I have recently written an article on PepsiCo (NASDAQ:PEP), one of the 20 names in my All-Equities SRG portfolio that I believe has been unjustly punished during the bear market of the past six weeks. Standing right next to it among battered consumer staples stocks is its big-brother rival Coca-Cola (NYSE:KO).
Shares of the Atlanta-based company, in fact, have corrected even more sharply than those of Pepsi (see first chart below). KO has been down an impressive 30% since its mid-February peak, which is a steeper selloff than those endured by the S&P 500 (NYSEARCA:SPY) and the Consumer Staples Select Sector SPDR ETF (NYSEARCA:XLP).
Credit: The Intercept
Good for diversification and fundamentals
For similar reasons that lead me to believe that PEP is a buy at current levels, KO also looks compelling having just come off a five-year low share price of $38 (now $42) and trailing P/E in the high teens (now 20x). In my view, the most appealing feature of this stock is diversification which, to be fair, has not worked at all during the current market meltdown. But, also, I find it highly unlikely that a well-established global player in the beverage industry will suffer much through, and especially after, the current health crisis.
On diversification, it is worth noting that KO’s one-month price drop of 37.5% as of March 23 was the steepest experienced by the stock since the early 1960s at least. Such high correlation between shares and the broad market, even during periods of distress, is certainly not the norm. For example, since 1999, KO’s daily returns have only loosely followed the performance of the S&P 500, at a fairly low correlation factor of 0.49. During the mega bears of 2000-2001 and 2008-2009, KO’s cumulative market losses were less than one-third those of the S&P 500.
In what pertains to business fundamentals, it is understandable that Coca-Cola should suffer from the current coronavirus pandemic – just like virtually every business in the world, but likely to a lesser extent. The largest hit to the company will likely come from the concentrate side of the business, which, in 2019, accounted for 55% of Coca-Cola’s revenues. This is probably the case because restaurants and convenience stores have been hurt more severely by the worldwide quarantines. Finished products, on the other hand, might even benefit from the “pantry loading” phenomenon that has likely been a positive for snack and beverage peer Pepsi.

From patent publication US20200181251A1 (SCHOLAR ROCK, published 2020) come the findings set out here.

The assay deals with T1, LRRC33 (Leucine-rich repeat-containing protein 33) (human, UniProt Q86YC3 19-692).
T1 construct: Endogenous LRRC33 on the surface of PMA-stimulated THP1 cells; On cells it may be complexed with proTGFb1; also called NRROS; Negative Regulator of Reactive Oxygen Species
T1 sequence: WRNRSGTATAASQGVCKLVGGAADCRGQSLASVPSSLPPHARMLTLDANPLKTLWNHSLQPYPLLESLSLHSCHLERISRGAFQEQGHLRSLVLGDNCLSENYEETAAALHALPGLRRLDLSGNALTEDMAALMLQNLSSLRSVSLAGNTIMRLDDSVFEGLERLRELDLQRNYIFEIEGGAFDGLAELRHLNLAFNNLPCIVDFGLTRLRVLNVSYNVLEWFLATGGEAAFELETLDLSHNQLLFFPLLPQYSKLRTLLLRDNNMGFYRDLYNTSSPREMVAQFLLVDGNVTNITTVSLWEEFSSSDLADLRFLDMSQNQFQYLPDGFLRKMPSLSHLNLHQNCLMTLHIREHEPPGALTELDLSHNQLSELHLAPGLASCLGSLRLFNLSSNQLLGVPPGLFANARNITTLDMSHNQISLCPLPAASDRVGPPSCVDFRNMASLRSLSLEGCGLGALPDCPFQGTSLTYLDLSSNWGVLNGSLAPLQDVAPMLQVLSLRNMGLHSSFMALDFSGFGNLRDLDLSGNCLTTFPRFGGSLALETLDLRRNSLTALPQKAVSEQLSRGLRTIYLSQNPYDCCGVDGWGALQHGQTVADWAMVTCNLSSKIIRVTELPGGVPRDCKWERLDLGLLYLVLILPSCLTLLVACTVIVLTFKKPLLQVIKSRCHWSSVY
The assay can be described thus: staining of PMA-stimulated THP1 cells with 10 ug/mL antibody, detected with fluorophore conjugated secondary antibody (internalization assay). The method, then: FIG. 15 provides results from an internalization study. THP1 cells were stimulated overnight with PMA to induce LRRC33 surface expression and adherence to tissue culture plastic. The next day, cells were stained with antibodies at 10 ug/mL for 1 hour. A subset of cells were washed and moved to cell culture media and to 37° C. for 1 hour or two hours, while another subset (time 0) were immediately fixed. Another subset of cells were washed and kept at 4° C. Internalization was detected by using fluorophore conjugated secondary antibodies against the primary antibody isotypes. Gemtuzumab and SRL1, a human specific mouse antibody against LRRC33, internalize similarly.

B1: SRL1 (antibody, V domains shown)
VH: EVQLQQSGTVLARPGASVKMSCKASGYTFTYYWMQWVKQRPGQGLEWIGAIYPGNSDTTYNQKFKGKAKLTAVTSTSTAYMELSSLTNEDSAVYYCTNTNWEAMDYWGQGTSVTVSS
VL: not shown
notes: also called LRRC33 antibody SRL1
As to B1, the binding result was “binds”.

Looking past the current troubles, however, I believe Coca-Cola will experience little, if any, long-term deterioration in operational and financial performance as a result of COVID-19. While the company no longer expects to meet its financial outlook for 2020 due to the pandemic, and the revised guidance has yet to be delivered, beverage consumption and distribution should eventually normalize.
Coca-Cola had been growing revenues in each of its business segments before the COVID-19 crisis, even in the more mature North America region (ex-currency and M&A). Last time that I looked at the company’s financial results, both pricing and mix looked solid. Meanwhile, the more aggressive expectations for bottom-line growth in 2020 (now stale) suggested confidence in margin expansion, along with growth in free cash flow that I believe will eventually be achievable once again.
Affordable recession protection
It is true that the good ol’ days of rich valuations have been left behind. For example, the S&P 500’s trailing P/E ratio has come down a massive six turns in only six weeks. Meanwhile, KO trades at a 20x multiple that is still higher than the broad market average.
But I believe the small valuation premium to be justifiable. Coca-Cola’s leadership position in the beverage space and unparalleled global reach should help it to maintain revenue growth and cash flow generation at reasonable levels even during a severe crisis, certainly relative to the rest of the corporate world. In addition, a trailing P/E of 20x and dividend yield of 3.7% are on par with, if not better than, KO’s comparable metrics during the two previous recessions.
Recession of 2001-2002:
Recession of 2008-2009:
Therefore, due to a combination of (1) the stock’s diversification properties, (2) fundamentals that will likely remain undisturbed in the long run and (3) share prices that have come down sharply and unusually fast, KO seems like a stock worth adding to a stock portfolio ahead of what will most likely be a period of global economic contraction.
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Disclosure: I am/we are long PEP. I wrote this article myself, and it expresses my own opinions. I am not receiving compensation for it (other than from Seeking Alpha). I have no business relationship with any company whose stock is mentioned in this article.